To determine comparable and appropriate physiological doses, standard concentrations of inhibitors and uncouplers were used: 1 μmoll-1CCCP, 1 μmoll-1 antimycin A1 and 10μmoll-1 rotenone (e.g. Erecinska and Wilson, 1981; Nishikawa et al., 2000). Stock solutions of the inhibitors were prepared in ethanol, while the stock of CCCP was prepared in seawater. For each compound, five assays were carried out;five assays were also performed for each of the two controls (ethanol at the appropriate concentration in seawater and plain seawater). For each of these assays, a P. carnea colony on a 12 mm diameter cover slip was attached with a drop of silicone grease to a cover slip cemented to a small magnet. This assembly was contained in a 13 mm diameter sealed glass chamber(RC300; Strathkelvin, Glasgow, UK) with 0.7 ml of seawater (filtered to 0.2μm). Chamber temperature was held constant (20.5±0.02°C) using an external circulation water bath (RTE-100D; Neslab, Newington, USA), and the rate of decline in oxygen concentration over a 30 min period was measured(using a Strathkelvin 1302 electrode and a 781 oxygen meter) with stirring (by slowly spinning the magnet, cover slips and colony). The chamber was then opened, a small volume of seawater removed, an equivalent amount of the appropriate stock solution added to achieve the target concentration, the solution mixed and aerated thoroughly with a small pipette, and the chamber resealed (this procedure took approximately 7 min). The rate of decline in oxygen concentration was then measured over another 30 min period. These assays were performed 3-5 h after the feeding of the subject colony as part of the normal feeding schedule. For each colony, the before/after difference in the rate of decline in oxygen concentration over a 30 min period was calculated, where this decline was measured by the least-squared slope of oxygen concentration versus time. An overall trend in these differences for the five colonies was analyzed using a paired-comparison t-test. Furthermore, as the controls showed slight changes (the ethanol control showed a slight decrease in oxygen consumption, while the seawater control showed a slight increase), the change in slope for each treatment was tested against the change in slope of the appropriate control using a standard t-test.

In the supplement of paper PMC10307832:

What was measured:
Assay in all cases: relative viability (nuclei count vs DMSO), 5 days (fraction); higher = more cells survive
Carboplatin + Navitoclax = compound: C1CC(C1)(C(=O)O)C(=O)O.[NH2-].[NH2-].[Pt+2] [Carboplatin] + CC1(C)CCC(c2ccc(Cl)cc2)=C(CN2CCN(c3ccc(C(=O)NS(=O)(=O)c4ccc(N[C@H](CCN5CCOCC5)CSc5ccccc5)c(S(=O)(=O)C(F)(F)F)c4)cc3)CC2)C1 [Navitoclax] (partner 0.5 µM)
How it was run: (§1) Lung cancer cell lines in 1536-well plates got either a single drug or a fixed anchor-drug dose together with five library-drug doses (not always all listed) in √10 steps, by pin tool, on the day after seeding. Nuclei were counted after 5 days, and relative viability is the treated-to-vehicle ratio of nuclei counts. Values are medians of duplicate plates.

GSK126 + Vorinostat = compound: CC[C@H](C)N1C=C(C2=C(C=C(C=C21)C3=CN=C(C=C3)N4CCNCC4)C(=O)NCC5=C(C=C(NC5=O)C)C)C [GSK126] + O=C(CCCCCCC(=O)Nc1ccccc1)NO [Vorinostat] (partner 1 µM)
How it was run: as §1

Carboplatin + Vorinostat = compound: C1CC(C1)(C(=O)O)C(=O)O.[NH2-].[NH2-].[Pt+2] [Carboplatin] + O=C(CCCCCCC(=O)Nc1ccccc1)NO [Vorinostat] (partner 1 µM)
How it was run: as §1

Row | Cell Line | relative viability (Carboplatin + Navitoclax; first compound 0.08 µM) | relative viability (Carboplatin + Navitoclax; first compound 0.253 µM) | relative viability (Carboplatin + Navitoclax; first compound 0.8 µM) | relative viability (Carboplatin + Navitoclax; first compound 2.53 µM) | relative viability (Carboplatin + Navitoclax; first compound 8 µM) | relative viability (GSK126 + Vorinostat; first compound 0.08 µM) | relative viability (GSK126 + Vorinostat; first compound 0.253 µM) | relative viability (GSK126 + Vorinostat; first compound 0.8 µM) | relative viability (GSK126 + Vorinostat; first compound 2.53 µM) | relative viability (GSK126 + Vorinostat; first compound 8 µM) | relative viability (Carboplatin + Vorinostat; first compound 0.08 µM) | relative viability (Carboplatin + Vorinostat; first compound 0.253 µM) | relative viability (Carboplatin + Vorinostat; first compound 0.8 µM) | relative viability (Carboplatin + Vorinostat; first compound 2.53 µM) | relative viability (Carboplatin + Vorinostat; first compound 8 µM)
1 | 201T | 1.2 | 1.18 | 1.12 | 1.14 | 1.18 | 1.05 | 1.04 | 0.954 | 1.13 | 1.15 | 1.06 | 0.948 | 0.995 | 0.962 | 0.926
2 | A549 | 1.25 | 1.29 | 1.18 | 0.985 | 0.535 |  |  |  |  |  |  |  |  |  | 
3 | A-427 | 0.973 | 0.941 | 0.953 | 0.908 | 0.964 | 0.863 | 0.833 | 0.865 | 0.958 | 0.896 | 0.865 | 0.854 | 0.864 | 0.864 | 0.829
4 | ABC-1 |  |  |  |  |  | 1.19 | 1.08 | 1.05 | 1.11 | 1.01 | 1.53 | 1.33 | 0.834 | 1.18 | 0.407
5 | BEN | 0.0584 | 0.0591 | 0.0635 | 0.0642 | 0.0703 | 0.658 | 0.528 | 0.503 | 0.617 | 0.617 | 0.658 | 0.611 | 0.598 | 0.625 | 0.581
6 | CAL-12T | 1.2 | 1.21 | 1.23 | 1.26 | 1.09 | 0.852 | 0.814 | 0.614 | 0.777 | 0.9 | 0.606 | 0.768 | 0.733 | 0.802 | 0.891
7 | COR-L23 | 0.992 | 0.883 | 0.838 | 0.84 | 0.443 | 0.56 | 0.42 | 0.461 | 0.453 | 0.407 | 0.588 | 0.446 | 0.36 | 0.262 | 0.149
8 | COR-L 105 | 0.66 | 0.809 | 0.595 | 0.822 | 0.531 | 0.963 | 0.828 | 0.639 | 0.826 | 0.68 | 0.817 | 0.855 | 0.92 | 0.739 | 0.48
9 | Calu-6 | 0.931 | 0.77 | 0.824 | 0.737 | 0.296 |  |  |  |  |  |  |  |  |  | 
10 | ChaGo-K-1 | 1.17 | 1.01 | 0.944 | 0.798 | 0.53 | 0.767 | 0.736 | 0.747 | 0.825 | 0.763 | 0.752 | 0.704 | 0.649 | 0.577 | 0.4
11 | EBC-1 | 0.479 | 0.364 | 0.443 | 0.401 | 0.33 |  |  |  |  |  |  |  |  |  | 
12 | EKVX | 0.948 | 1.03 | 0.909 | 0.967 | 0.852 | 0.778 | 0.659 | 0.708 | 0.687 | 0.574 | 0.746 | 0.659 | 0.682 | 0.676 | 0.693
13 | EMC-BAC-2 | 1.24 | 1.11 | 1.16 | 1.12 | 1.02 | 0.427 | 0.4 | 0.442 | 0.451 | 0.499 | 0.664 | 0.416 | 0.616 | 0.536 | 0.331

Comparisons of colony growth and development
A series of experiments was carried out to investigate the effects of these compounds on colony growth. Generally, the same target concentrations were used as in the oxygen uptake experiments. Several preliminary experiments were performed to determine the optimal time of exposure and to test the effects of different solvents [ethanol and dimethyl sulfoxide (DMSO)]. Stocks of the inhibitors and uncouplers were prepared at concentrations that allowed the same solvent concentrations in all treatments. Controls were carried out at these solvent concentrations (ethanol, 0.17%; DMSO, 0.08%). Although each of these initial trials showed roughly similar trends (data not shown),observations suggested that ethanol had a greater deleterious effect on the colonies than DMSO. In part, this may be because the latter dissolved higher stock concentrations of rotenone and thus allowed lower concentrations of solvent in all treatments.